I wish I could remember where I got this image, but I scanned it, labeled it as the year 1871, then forgot to share it with you.
Anyway, I'm rather partial to old cow images, and think they make great art for transferring to fabric, for the kitchen or to put on pillows. I've removed the background, so you can layer this image over other images.
I have a somewhat funny story about longhorn cattle with you. When we lived in New Mexico,
we lived in a very old, little farming village, called Corrales, just outside the large city of Albuquerque.
When our neighbor on the other side of our fence passed away, his family rented the home out to some less than desirable people, who brought in several ginormous long-horn cattle, on just a few acres of land. The space wasn't nearly big enough for those critters. One day, there was a knock on my door. I opened the door to find a policeman with his gun drawn was standing there. He said that one of those huge critters with the huge horns had escaped from the fence and was running loose through the village. He wanted me to keep my kids indoors until they were able to catch it (or shoot it, if need be). Thankfully, they caught the big oaf, but seeing images like this one, always gives me a little flashback to that day.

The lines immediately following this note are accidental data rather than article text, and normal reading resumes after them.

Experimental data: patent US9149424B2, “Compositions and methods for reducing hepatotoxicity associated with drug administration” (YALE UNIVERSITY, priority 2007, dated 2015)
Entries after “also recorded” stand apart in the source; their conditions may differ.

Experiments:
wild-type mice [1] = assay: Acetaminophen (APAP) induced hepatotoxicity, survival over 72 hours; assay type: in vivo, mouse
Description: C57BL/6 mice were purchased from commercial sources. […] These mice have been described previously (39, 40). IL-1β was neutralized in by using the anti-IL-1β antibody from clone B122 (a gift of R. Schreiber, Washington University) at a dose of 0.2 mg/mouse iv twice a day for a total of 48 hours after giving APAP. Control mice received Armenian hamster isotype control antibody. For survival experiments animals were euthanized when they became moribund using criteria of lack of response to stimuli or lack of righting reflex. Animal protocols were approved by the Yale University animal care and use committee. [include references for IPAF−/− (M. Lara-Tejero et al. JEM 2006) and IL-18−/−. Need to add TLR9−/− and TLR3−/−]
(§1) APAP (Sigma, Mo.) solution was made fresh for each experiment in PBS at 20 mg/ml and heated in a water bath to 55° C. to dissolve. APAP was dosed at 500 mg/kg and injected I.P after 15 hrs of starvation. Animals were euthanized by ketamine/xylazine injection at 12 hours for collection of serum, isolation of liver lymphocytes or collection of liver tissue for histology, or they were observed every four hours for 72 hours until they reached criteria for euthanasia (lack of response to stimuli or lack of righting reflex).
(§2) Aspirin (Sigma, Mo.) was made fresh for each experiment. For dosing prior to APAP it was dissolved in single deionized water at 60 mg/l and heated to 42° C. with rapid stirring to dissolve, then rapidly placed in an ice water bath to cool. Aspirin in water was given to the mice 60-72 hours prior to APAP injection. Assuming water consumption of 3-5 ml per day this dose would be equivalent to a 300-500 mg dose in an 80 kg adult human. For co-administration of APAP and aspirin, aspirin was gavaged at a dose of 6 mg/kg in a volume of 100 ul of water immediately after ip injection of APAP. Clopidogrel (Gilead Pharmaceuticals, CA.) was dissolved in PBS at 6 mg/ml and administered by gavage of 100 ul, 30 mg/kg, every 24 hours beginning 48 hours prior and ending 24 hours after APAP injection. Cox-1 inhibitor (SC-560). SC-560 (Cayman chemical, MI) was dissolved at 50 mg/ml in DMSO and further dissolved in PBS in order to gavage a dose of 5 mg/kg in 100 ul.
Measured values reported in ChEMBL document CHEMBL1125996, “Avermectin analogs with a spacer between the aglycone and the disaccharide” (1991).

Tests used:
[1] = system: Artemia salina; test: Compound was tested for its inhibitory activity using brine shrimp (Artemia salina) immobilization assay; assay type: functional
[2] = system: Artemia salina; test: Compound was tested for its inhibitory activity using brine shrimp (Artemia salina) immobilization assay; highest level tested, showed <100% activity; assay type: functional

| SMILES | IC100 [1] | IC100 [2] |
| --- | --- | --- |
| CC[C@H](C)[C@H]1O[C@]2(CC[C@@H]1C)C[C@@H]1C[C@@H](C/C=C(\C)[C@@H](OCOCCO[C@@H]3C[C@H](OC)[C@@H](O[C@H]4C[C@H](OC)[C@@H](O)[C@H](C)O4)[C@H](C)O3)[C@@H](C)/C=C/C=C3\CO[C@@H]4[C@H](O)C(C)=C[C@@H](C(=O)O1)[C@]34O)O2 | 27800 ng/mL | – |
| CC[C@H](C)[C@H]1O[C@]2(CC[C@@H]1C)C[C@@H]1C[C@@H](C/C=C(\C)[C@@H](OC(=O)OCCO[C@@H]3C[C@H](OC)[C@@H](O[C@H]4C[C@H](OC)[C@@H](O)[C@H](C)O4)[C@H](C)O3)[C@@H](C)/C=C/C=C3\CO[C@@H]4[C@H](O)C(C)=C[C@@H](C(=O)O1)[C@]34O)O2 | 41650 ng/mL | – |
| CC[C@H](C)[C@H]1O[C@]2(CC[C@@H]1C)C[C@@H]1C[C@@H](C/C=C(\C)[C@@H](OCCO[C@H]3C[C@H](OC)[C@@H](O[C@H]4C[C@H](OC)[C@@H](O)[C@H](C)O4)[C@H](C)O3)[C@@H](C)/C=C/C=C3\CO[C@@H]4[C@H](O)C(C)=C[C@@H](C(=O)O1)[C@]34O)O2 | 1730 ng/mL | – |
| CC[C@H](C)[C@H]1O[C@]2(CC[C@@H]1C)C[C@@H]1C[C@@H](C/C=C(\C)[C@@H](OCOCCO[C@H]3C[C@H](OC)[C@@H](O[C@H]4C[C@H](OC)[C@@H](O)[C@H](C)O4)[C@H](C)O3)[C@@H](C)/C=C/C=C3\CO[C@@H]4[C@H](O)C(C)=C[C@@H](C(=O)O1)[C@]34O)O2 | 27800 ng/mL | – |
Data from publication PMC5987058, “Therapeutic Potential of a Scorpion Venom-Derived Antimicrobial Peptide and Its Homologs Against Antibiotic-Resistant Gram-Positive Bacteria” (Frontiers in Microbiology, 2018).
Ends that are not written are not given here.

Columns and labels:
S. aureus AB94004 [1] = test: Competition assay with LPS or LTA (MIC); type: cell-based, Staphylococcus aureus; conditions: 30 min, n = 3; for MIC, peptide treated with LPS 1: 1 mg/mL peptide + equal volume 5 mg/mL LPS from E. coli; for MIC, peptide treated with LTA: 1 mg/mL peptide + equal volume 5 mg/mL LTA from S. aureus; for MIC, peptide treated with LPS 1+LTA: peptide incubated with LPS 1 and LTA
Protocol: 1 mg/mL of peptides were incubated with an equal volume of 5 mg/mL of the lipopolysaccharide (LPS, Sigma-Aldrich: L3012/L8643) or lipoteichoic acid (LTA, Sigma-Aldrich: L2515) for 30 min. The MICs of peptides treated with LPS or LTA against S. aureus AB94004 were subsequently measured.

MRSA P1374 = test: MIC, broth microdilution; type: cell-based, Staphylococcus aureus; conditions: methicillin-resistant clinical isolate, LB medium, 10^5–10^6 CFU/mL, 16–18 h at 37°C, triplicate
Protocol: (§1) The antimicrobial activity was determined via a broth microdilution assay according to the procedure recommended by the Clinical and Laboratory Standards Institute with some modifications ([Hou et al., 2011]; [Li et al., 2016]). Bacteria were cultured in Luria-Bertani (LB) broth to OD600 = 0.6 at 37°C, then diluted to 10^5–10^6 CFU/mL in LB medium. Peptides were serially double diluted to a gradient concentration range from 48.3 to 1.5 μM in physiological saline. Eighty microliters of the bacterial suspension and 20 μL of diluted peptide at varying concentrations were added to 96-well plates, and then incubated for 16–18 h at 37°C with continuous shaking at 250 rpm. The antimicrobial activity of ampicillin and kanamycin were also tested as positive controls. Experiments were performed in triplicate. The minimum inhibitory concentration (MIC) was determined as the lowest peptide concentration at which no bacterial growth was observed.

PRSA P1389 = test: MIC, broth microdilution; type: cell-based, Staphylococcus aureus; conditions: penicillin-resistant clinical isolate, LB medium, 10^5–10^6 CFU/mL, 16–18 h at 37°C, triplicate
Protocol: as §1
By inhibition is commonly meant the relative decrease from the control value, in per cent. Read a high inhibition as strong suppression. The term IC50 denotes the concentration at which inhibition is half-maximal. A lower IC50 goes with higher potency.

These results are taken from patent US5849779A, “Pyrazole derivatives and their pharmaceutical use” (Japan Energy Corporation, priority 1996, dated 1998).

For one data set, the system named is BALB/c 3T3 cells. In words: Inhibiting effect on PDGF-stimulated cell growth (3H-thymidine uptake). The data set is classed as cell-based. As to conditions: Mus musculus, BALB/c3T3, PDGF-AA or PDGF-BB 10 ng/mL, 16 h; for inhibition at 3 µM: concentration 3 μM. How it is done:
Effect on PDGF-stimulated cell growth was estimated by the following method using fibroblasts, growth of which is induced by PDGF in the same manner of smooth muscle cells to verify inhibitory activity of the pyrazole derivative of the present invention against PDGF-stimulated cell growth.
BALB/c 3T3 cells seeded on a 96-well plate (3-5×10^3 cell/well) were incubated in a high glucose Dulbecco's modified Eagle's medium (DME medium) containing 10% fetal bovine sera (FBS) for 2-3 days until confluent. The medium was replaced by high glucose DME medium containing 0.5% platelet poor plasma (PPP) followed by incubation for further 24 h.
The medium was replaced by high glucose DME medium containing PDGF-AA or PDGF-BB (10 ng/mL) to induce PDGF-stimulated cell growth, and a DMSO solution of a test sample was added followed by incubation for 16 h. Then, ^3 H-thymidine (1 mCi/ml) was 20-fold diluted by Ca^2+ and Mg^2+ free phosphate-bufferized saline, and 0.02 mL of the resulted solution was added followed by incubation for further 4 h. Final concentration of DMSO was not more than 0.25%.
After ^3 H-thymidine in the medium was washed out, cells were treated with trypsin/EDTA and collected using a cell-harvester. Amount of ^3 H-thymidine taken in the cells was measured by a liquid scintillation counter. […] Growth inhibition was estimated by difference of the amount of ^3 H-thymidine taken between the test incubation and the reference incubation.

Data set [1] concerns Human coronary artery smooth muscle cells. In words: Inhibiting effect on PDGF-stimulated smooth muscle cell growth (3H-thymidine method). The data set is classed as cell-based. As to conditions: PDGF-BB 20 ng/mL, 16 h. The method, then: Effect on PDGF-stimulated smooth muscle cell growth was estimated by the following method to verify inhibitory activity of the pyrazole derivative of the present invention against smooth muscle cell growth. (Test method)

Now that we live in Illinois, we also have cows living across the road from our home,
but none of them have horns and I really enjoy listening to them in the evening, when they seem to make most of their "getting settled in" lowing sounds. I far prefer them to longhorn cattle!
This illustration, showing cuts of beef came from
an article in a 1910 "The Housekeeper" magazine.
I think this image would be really cute
printed on canvas for kitchen art.
I had to include the original article, becauseI think it makes interesting & useful reading.
The butcher who provided the information found
American women to be lacking in thriftiness,
based on their lack of knowledge and their choices of cuts of beef.
Audrey @ Timeless Treasures,
who sent this magazine page to me.